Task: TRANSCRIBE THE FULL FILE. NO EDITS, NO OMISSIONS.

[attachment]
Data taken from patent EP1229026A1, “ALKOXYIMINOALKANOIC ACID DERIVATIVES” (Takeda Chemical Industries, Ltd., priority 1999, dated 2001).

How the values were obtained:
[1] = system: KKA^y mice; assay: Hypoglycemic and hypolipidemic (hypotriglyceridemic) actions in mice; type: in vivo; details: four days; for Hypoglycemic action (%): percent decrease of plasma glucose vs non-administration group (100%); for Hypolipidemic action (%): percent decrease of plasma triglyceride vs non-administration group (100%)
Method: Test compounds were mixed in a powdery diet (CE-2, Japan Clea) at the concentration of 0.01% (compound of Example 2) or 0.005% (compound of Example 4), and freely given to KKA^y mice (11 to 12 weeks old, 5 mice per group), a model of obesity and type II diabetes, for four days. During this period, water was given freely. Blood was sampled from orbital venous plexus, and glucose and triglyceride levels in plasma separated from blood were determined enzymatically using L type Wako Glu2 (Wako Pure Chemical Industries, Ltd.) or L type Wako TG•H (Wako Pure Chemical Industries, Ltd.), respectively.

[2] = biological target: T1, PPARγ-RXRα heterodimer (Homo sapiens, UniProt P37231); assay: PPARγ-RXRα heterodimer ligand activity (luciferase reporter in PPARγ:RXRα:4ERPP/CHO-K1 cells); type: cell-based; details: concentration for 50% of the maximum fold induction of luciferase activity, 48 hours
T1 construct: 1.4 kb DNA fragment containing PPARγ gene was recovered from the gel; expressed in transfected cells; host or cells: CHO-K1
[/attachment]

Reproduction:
Data taken from patent EP1229026A1, “ALKOXYIMINOALKANOIC ACID DERIVATIVES” (Takeda Chemical Industries, Ltd., priority 1999, dated 2001).

How the values were obtained:
[1] = system: KKA^y mice; assay: Hypoglycemic and hypolipidemic (hypotriglyceridemic) actions in mice; type: in vivo; details: four days; for Hypoglycemic action (%): percent decrease of plasma glucose vs non-administration group (100%); for Hypolipidemic action (%): percent decrease of plasma triglyceride vs non-administration group (100%)
Method: Test compounds were mixed in a powdery diet (CE-2, Japan Clea) at the concentration of 0.01% (compound of Example 2) or 0.005% (compound of Example 4), and freely given to KKA^y mice (11 to 12 weeks old, 5 mice per group), a model of obesity and type II diabetes, for four days. During this period, water was given freely. Blood was sampled from orbital venous plexus, and glucose and triglyceride levels in plasma separated from blood were determined enzymatically using L type Wako Glu2 (Wako Pure Chemical Industries, Ltd.) or L type Wako TG•H (Wako Pure Chemical Industries, Ltd.), respectively.

[2] = biological target: T1, PPARγ-RXRα heterodimer (Homo sapiens, UniProt P37231); assay: PPARγ-RXRα heterodimer ligand activity (luciferase reporter in PPARγ:RXRα:4ERPP/CHO-K1 cells); type: cell-based; details: concentration for 50% of the maximum fold induction of luciferase activity, 48 hours
T1 construct: 1.4 kb DNA fragment containing PPARγ gene was recovered from the gel; expressed in transfected cells; host or cells: CHO-K1